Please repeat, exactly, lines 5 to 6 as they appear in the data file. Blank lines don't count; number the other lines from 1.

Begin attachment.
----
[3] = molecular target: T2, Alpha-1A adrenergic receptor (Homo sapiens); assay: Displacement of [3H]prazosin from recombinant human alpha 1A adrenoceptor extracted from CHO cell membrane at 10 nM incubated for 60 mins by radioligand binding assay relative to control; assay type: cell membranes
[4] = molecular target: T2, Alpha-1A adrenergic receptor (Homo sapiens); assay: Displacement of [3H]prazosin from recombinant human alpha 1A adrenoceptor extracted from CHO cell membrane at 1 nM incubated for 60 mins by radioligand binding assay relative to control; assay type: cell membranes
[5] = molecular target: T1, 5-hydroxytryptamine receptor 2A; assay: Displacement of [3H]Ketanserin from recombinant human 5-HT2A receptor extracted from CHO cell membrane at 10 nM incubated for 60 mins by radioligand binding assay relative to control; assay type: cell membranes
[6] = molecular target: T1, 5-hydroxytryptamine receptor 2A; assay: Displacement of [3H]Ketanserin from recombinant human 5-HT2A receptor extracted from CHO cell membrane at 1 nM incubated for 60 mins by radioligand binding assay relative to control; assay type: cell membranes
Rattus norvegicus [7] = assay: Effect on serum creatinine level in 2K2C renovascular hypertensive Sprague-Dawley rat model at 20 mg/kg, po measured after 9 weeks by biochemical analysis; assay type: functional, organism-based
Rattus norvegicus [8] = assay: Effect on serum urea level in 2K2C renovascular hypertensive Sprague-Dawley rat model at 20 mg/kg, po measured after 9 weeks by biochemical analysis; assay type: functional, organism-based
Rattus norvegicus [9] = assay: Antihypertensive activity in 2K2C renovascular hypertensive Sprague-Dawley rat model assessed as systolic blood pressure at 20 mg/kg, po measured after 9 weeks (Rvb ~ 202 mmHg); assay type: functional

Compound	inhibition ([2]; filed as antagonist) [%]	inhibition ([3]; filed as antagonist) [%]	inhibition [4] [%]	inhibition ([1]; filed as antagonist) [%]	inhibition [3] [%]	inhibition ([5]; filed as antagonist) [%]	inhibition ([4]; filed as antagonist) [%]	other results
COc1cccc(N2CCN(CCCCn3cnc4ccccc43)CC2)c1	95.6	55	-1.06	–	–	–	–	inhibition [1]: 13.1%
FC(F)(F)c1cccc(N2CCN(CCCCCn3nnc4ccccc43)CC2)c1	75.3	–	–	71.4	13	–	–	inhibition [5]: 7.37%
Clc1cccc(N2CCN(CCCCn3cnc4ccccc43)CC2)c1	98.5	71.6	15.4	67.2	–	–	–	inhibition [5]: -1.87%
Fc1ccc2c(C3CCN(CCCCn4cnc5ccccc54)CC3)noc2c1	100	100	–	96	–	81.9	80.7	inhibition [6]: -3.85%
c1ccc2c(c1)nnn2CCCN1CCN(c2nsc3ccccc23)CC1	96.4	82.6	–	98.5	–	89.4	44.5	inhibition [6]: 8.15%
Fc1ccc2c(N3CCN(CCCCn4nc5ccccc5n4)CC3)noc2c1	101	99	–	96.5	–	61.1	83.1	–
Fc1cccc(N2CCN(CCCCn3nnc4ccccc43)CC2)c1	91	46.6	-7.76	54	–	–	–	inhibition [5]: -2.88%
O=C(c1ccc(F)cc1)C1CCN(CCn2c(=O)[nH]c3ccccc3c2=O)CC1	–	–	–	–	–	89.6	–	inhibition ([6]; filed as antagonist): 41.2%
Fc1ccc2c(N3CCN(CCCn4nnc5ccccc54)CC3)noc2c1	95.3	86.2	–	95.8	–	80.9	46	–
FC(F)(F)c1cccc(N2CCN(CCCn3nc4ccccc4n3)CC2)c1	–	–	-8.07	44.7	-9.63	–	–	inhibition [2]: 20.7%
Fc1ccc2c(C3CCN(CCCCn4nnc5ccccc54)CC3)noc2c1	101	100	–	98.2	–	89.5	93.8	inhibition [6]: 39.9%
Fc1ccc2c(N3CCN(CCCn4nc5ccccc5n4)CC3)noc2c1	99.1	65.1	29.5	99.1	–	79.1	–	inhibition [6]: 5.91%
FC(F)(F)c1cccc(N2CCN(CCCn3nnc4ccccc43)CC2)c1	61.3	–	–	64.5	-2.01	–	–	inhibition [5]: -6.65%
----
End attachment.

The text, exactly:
Rattus norvegicus [7] = assay: Effect on serum creatinine level in 2K2C renovascular hypertensive Sprague-Dawley rat model at 20 mg/kg, po measured after 9 weeks by biochemical analysis; assay type: functional, organism-based
Rattus norvegicus [8] = assay: Effect on serum urea level in 2K2C renovascular hypertensive Sprague-Dawley rat model at 20 mg/kg, po measured after 9 weeks by biochemical analysis; assay type: functional, organism-based